Other than the discussion of Jude's plan of care, there were no major changes today: He's still on nasal cannulas for respiratory support, and he's still on IV nutrition and meds, although they're now being administered through a peripheral IV on his hand instead of a PICC on his head.

Jude's doctors, specifically his neonatologists and surgeon, still have some things to hash out about his plan of care in the next day or so, as there still may be several points that need to be clarified or tweaked. Many of the people who care for Jude have become very dear to us, and we know that they have a very difficult and complex task before them. Please pray with us that God would grant them wisdom and discernment as they consider how best to treat our little boy.

Jude himself has become increasingly irritable and fussy over the last week, despite getting regular morphine and occasional Ativan. He appears to have less and less energy to "fight" any discomfort before he eventually gives out and falls asleep. He coughs and gags on his gastric suction tube repeatedly throughout each day. He seems to be working harder to breathe these days (i.e. he bobs his head and moves his body more with each breath), although he thankfully hasn't lost any notable ground from a respiratory standpoint. Overall, Rose and I have been very sad to see our little boy so uncomfortable, even though we're obviously glad that he's weathered his reherniation so well. Please pray with us that God would give Jude some relief from his pain, no matter how He chooses to provide it.

Today's news was a pretty significant curveball for Rose and me. We've rearranged our lives in response to Jude's hospitalization -- and thank God that He's helped us do that through lots of help from others -- but we're tired. Rose has been away from our home since before Thanksgiving, and she's only been back once for about a day and a half, so she's dealing with separation from our home and community. Moreover, she sees Jude and his struggles more than anyone, and she also has to balance being a mother to our sweet little girl, Annabelle. I've been working a reduced schedule and driving to and from Charleston on a weekly basis since mid-January, but I've increasingly struggled with thoughts and feelings of inadequacy -- that I'm not serving anyone well in either place I presently call home. When we consider all of these trials, we know what to believe about them intellectually, but it's been hard to let those beliefs get in our bones and inform us on a functional level. Remembering our God in times like these -- regarding Him in all things, asking for forgiveness and mercy, and praising him for His boundless love -- has been very difficult when worry, anxiety, and fear seem to beset us on all sides, and we know that we constantly fail to remember Him. Thank God that He forgives such sin as ours and that His blessings aren't based solely on our faithful obedience or whether we always remember Him; otherwise, we would be hopeless indeed.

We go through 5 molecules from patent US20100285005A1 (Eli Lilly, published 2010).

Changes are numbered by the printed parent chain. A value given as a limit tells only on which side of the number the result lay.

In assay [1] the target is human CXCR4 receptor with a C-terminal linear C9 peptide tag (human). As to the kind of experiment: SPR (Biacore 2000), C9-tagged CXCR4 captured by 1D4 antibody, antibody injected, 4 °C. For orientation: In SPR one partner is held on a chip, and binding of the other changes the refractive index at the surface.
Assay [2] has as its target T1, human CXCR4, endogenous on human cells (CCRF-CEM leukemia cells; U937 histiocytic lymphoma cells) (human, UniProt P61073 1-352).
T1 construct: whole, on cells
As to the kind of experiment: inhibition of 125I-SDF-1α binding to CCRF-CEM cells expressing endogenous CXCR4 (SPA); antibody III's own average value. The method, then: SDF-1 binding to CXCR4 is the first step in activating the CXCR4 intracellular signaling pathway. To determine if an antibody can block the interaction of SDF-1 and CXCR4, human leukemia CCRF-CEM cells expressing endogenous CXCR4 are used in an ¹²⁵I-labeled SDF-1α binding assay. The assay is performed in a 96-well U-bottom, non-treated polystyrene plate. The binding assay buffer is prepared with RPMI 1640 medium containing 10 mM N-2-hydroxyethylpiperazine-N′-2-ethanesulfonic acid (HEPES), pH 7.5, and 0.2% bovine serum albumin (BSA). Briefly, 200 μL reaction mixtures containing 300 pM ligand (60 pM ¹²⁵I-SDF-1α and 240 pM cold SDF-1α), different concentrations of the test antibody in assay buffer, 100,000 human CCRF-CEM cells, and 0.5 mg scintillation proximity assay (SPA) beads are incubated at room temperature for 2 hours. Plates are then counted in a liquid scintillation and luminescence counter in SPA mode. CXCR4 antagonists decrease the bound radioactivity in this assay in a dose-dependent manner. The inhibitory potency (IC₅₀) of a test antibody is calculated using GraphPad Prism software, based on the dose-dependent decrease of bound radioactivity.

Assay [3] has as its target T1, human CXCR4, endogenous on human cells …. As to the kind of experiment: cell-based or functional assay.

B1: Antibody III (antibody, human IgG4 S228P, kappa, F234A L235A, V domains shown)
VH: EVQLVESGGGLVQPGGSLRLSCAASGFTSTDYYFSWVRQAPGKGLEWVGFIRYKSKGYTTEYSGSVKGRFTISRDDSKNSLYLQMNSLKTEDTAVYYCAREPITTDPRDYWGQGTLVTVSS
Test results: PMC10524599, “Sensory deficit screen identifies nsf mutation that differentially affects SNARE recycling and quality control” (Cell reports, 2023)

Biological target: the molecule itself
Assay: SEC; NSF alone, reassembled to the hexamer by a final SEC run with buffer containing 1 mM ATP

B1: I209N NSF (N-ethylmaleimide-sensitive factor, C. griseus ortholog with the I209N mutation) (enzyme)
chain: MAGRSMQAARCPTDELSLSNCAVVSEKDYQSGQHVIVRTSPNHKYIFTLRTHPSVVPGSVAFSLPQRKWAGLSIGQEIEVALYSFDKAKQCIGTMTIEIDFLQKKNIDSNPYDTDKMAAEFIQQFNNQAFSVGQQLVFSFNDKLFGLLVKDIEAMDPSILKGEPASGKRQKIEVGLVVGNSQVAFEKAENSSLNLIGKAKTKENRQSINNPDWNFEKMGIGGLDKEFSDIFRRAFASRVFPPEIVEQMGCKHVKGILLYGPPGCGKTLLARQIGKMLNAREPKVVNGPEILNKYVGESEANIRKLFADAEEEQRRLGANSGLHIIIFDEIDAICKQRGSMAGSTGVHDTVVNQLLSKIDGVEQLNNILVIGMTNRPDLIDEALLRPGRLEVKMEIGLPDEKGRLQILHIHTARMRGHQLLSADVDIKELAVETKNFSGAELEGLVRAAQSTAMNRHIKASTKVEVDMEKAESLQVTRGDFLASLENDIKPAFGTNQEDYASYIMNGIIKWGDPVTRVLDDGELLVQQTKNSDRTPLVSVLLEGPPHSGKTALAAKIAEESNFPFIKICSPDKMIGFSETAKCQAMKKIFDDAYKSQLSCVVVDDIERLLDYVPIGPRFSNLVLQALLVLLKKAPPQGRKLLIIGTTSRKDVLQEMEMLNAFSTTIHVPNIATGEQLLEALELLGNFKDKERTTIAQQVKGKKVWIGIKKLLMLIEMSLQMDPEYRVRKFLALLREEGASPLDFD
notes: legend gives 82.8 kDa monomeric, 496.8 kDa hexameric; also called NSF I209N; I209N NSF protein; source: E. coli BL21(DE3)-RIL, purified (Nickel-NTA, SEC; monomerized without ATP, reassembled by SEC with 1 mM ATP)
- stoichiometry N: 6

That's all for now, folks. Thank you so very much for reading and for your prayers -- please keep them coming. Good night!


  1. We love you guys so much. I was hoping myself that the hernia repair and g-tube could be done at the same time and that they would be sooner rather than later so that you'd be on your way back to Greenville. I'm so so sorry to hear that the finish line has been pushed back again. I know the feelings of sadness and the weight of desperation that you're feeling. My heart was dropping as I read the news, and I know it's only a tiny fraction of how you're feeling. I have no brilliant words of wisdom or encouragement, except to tell you that this is really really hard and I'm thankful that our God knows and understands all the feelings you're having - exhaustion, inadequacy, frustration, desperation, anger, sadness, and more.....

    We continue to pray alongside you, asking God not just for peace and healing for Jude, but for the emotional energy for you, Brian and Rose. It's asking a lot. Sometimes I think the miracle of the parents "making it through" this is just as wondrous as the miracle of healing in the baby. Asking and trusting that God will provide both.

    Let us know what you need. We are here to listen and to help in whatever way we can.

    Peace be yours.

  2. We're thinking about you all and praying for you constantly!

  3. May God bless you both with the patience, endurance, and strength to get through this very long journey. My heart goes out to you.

  4. All I know to say to you both is to keep repeating Phil. 4: 6-7 to try to maintain peace and stay focused on Christ.

  5. My heart aches for you guys. I wish we could do something to relive some or your tiredness and anxiety. Our Heavenly Father is good and he will give you what you need. You point so many people to Him with your words and actions. We love you and will continue to lift you and Jude up in our prayers.